Fluoride in high concentrations excess of 3-5 ppm in drinking water or in the diet can cause dental fluorosis as well as ostiofluorosis. Very high concentrations (14 ppm) and higher can lead to other conditions. Most of the uptake of fluoride takes place in childhood up to 90% uptake. Uptake drops to about 50% or less during adulthood. Fluoride in drinking water is useful in the developing dentition while teeth are still forming. This benefit drops off completely after age 13While there is controversy in the safety and efficacy in the use of Fluoride in drinking water for decay prevention, there is more evidence that it does protect teeth from decay.

History of Fluoride usage.

Fluoride was determined to reduce tooth decay decades ago. It was found to do so when people living in areas where drinking water had higher concentrations of Fluoride also had less decay.

Fluoride was first introduced into public US drinking water in the 1940's. It was met with opposition from the beginning claiming diseases, birth defects, and a Communist plot. The opposition continues even today. Some other developed countries have stopped water fluoridation programs due to studies showed inconclusive proof that it helped reduce decay in the population. Other studies linked fluoride with diseases and conditions in a higher frequency. When viewing all of the studies done to date, it is apparent to me that hardly any were performed in a manner that would show a statistical relevant trend in either direction. Since the newer studies have been undertaken, Fluoride is being incorporated into the lives of most people in developed and developing countries through toothpaste and processed foods. This new development is making it hard to determine to what extent fluoride in the drinking water is having an impact.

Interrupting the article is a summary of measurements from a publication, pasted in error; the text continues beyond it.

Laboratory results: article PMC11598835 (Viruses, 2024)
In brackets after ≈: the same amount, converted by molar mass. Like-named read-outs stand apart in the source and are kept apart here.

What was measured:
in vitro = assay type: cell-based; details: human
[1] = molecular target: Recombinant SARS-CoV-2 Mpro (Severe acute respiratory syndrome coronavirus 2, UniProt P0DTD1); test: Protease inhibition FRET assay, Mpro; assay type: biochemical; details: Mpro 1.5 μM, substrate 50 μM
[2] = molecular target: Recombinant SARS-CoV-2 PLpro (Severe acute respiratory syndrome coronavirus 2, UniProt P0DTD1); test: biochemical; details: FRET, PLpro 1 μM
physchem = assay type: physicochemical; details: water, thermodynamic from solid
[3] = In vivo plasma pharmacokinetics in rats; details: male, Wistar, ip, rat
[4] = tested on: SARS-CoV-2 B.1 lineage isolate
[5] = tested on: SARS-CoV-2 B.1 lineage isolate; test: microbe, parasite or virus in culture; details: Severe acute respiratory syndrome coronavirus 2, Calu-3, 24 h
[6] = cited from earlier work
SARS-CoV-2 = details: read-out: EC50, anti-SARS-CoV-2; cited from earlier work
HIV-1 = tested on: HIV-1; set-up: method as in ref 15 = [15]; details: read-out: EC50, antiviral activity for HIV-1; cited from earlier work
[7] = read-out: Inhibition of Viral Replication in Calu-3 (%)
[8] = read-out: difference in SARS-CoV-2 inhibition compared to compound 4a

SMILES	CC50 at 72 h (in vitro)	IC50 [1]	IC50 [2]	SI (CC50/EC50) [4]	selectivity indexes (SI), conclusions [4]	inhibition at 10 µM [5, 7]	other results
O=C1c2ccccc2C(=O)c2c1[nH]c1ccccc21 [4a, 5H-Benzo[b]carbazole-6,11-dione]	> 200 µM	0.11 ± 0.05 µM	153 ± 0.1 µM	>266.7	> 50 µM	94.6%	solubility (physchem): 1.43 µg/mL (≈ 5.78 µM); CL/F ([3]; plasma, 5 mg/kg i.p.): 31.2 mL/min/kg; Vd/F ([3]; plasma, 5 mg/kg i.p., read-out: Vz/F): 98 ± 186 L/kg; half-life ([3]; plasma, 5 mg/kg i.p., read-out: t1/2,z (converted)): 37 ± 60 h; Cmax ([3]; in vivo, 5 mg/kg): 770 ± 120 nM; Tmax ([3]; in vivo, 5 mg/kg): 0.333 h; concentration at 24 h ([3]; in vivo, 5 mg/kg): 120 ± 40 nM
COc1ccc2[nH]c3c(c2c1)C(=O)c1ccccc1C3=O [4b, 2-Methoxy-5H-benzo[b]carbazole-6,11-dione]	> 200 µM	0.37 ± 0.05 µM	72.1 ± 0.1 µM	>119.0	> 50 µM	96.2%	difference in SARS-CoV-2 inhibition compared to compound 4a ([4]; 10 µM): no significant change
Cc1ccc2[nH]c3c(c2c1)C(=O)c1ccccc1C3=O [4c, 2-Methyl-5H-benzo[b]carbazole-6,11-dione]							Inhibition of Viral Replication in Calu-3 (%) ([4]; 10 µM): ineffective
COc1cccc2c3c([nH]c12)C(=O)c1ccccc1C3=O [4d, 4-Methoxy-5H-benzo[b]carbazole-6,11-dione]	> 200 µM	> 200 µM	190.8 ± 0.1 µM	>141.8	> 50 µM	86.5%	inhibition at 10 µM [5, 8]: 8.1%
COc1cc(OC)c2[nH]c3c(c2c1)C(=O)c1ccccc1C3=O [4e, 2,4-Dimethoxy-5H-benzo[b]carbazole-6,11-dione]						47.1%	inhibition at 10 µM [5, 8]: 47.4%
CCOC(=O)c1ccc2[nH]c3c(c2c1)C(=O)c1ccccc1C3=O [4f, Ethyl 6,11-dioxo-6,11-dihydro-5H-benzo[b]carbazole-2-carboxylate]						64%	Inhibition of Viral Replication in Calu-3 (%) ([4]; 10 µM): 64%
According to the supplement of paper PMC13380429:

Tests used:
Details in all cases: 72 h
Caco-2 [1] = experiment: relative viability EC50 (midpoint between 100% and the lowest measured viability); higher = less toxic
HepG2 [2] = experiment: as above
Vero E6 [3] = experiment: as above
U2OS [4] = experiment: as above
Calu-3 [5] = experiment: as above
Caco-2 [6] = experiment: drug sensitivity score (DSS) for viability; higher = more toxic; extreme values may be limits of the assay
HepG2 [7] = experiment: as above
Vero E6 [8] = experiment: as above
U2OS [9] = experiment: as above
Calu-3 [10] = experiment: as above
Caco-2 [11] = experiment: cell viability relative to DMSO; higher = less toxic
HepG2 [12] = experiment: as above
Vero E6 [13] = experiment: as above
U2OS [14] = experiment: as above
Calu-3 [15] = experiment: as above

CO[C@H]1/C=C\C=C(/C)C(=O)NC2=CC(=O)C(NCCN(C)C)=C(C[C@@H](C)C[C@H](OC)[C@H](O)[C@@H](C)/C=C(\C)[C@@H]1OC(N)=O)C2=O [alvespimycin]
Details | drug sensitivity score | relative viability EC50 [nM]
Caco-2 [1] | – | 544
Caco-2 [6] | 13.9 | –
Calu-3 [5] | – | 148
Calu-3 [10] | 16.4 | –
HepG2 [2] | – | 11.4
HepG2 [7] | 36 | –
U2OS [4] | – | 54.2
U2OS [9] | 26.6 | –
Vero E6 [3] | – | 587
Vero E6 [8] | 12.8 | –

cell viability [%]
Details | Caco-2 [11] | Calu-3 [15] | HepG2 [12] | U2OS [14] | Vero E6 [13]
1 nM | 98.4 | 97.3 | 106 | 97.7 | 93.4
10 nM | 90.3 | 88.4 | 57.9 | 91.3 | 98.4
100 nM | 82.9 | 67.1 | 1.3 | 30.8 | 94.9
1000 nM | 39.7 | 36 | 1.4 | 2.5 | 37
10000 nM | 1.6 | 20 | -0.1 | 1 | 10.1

The changing picture of tooth decay.

Since the high use of fluoride and dental sealants, and super low dose x-rays, we are seeing a new decay pattern is children and young adults. There is significantly less decay however the decay is harder to detect. The Enamel can look pristine on the surface, but a tiny pit can be decaying below the surface is some cases. A new dental laser “DIAGNOdent” is highly effective in detecting this type of decay. With the aging population retaining more teeth and the myriad of medications (over 3000) that cause reduced saliva flow, we are seeing root decay on the rise in adults. Gum recession and extensive (expensive) restorations can exhibit recurrent and root decay.

Fluoride applications in adults will be more beneficial than ever as more adults retain more of their natural dentition. Topical Fluoride applications and high concentration fluoride toothpaste gels are often needed to reduce this problem.

My Conclusions.

Fluoride has been very beneficial on reducing or eliminating tooth decay, and will continue to be a valuable part of preventive dental care. Of equal value is a reduction in refined sugars and good oral hygiene. Fluoride has saved people from millions of fillings, root canals, crowns, bridges, partials, dentures, extractions and pain and billions of dollars in cost for treatment. It will continue to be used by the dental profession to promote healthier teeth unless any well controlled scientific studies can provide overwhelming evidence that its risks outweigh its benefits. As yet, I have not seen any; however I will keep an open mind.

After reviewing the studies and data available, it is clear that today more people are getting fluoride in the world by consuming commercially produced foods and beverages. These processed foods and drinks are usually produced in plants that use public drinking water as a component. This water will have fluoride in it in most cases. It is also clear that there is less tooth decay in the younger population, though it is on the rise in younger children as they are consuming an incredible amount of products with refined sugar.

Eliminating Fluoride from you diet.

There are many online resource regarding the dangers of fluoride